We conduct audits focusing on giving you the information you need about your responsibilities, to ensure a fair system where everyone contributes their fair financial share, and people with workplace injuries and illness can receive timely services from us.
During an audit, your auditor will:
- Provide you with our self-evaluator tools
- Review your financial and payroll information to make sure you are paying the right amount in premiums
- Verify the status of executive officers
- Review your business activities to ensure your business is properly classified
- Review and make decisions on the status of any unreported contractors
- Evaluate whether you are complying with your legislative requirements with respect to reporting workplace injuries and illnesses
- Interview employees where appropriate
We will discuss the findings of the audit with you to ensure you understand our findings and decision. You will receive an audit findings letter explaining the reasons for the decision.
Who can be audited?
Businesses are selected for audit based on a set of premium and claim reporting indicators to identify those at the highest risk of non-compliance.
Examples of risk indicators include:
- insurable earning and classification
- range of premium rate(s)
- injury rate(s)
- records of reporting for injury or illness
- administrative penalties
- past audit results
- past investigation outcomes
- information received from Canada Revenue Agency
- convictions under the Employment Standards Act
- referral(s) of non-compliance from other internal or external sources
What should I expect from an auditor?
- treat you with fairness and respect
- be professional
- educate you about your responsibilities to us and be a helpful resource to you throughout the audit process
- answer your questions and be a source of information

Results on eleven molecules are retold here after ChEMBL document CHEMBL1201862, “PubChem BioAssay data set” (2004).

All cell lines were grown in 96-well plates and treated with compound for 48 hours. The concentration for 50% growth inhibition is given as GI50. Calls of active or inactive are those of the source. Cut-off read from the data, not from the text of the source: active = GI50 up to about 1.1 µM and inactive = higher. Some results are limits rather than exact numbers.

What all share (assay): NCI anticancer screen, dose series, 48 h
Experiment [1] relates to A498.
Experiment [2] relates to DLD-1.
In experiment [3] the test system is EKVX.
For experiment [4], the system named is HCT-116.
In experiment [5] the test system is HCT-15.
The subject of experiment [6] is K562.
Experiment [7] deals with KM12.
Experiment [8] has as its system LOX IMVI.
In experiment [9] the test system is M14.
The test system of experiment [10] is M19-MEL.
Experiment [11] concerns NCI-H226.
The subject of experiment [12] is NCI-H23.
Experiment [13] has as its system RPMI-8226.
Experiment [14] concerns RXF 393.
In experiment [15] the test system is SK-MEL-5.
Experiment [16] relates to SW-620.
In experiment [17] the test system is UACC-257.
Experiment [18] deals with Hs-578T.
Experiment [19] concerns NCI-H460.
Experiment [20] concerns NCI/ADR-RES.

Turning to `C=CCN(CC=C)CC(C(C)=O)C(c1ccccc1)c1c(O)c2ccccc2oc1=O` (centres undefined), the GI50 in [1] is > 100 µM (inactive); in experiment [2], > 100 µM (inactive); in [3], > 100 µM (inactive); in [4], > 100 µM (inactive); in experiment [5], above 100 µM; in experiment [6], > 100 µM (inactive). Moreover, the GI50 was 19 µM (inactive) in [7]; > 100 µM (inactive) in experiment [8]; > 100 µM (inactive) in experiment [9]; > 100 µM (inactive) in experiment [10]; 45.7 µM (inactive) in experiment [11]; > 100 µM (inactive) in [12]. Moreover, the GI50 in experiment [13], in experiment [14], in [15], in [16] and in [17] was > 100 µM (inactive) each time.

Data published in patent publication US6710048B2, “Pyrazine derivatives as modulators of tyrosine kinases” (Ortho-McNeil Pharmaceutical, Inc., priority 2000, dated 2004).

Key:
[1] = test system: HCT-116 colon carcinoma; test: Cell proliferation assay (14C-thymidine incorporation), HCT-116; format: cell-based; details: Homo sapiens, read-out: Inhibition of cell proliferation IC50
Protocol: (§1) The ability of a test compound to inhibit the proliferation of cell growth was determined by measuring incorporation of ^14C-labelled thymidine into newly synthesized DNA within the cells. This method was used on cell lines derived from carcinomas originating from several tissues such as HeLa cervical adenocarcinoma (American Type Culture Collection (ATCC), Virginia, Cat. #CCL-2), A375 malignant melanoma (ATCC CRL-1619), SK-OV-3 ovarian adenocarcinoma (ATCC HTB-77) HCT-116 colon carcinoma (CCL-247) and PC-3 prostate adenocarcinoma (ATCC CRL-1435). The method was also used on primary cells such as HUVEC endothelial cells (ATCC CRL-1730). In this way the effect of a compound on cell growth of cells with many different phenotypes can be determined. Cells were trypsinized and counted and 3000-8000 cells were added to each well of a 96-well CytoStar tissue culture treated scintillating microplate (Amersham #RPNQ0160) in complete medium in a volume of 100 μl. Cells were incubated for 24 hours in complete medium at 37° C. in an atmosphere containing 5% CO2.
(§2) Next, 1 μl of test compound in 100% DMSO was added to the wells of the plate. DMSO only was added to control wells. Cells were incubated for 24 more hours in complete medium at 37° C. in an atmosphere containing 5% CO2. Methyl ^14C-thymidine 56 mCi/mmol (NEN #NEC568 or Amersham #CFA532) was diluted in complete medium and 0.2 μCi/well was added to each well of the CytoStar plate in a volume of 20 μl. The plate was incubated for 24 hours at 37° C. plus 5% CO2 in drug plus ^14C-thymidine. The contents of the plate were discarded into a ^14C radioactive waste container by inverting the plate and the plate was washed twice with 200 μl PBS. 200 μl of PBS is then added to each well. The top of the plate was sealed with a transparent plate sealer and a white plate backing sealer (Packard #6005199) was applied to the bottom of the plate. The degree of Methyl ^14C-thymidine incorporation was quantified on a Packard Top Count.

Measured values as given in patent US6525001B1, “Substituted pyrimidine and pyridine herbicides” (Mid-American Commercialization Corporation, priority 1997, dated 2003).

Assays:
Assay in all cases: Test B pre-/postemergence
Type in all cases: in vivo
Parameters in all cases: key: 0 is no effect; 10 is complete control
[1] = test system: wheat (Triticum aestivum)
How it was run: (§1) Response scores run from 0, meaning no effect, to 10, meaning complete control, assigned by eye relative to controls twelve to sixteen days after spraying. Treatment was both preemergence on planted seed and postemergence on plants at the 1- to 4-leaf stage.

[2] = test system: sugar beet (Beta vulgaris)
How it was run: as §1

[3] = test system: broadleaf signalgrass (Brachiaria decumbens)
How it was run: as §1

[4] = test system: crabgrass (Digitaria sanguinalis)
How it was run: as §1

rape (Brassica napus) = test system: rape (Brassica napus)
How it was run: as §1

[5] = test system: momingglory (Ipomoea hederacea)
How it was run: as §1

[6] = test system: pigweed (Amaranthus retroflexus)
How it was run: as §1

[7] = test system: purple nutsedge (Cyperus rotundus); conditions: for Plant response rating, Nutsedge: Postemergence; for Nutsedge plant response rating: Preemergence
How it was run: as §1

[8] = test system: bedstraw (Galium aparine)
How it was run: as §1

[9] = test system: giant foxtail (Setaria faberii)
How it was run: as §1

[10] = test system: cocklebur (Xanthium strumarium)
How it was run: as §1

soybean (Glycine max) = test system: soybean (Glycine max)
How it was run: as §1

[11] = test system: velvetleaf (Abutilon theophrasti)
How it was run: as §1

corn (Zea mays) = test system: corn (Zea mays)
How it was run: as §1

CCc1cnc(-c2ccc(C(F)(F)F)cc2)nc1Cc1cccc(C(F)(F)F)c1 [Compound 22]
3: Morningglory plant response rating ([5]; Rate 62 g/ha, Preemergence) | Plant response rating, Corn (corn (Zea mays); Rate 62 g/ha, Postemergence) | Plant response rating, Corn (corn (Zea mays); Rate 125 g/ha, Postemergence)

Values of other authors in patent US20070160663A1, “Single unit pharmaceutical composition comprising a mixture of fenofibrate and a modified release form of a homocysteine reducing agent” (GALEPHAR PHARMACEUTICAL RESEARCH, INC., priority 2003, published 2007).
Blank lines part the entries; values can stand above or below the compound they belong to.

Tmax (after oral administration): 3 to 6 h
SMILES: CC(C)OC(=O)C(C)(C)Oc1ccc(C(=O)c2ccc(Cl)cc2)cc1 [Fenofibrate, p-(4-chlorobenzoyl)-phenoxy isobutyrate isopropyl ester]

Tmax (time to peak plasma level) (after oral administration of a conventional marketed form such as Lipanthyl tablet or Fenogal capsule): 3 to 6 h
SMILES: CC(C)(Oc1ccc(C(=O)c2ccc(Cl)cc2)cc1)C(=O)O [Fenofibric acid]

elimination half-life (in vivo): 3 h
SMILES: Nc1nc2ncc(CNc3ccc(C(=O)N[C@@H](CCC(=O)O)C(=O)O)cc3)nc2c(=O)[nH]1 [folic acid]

- protect the privacy and confidentiality of all information received
What are my rights when being audited?
- You have the right to expect us to apply the Workplace Safety and Insurance Act, 1997 (WSIA) fairly, reasonably and impartially
- You have the right to be treated with courtesy, respect and consideration
- You have the right to expect that your personal and financial information is protected against unauthorized use or disclosure
- You have the right to get complete, accurate and clear information from us about your rights and obligations under WSIA. You also have the right to a clear explanation of our decision
- You have the right to request a review of the audit. If we cannot resolve the matter to your satisfaction, you have the right to formally appeal the audit decision within six months of the date of the audit findings letter
How should I prepare for an audit?
We will contact you about scheduling an audit. The auditor will outline the information that is required and provide details about getting the information to us securely online.
You should designate one or more individuals who are available to respond to questions during the audit.
What information will you require?
To complete an audit, we generally will request:
|Revenue and business records||Injury or illness information|
First aid records
Workplace injury or illness investigation records
T4, T5 and other information returns filed with CRA
Completed WSIB Form 7s – Employer’s Report of Injury or Disease
Records of payments to contractors
Health and safety, and first aid-related policies and training materials
Records of any independent operator rulings issued by the WSIB to your contractors
Human resource records, including;
Clearance certificates for the year(s) under audit
General ledger and cancelled cheques
Minute books and other ownership records
WSIB files and working papers used to calculate payroll remittances
These documents can be sent to us securely using the information provided to you by your auditor.
How many prior years do you audit?
Generally, an auditor will examine records for the current year plus up to three years prior.
However, an audit may be extended to include additional years in exceptional circumstances.
How long should an audit take?
The length of time to complete an audit varies depending on the nature of the business and/or the issues identified through the audit.
What legislative authority/direction does the WSIB have for auditing me?
The Workplace Safety and Insurance Act, 1997 outlines our responsibility to ensure businesses are meeting their obligations through the following sections:
- Section 21 - an employer shall notify the Board within three days after learning of an accident to a worker
- Section 22.1 - no employer shall take any action in respect to a worker with the intent to discourage or prevent the worker from filing a claim for benefits or influencing or inducing the worker to withdraw or abandon a claim for benefits
- Section 78 - an employer shall provide timely and accurate statement of wages
- Section 80 - payroll records to be maintained and accessible in Ontario
- Section 135(1)(2) - right of the Board or a person authorized by the Board to examine books or inspect premises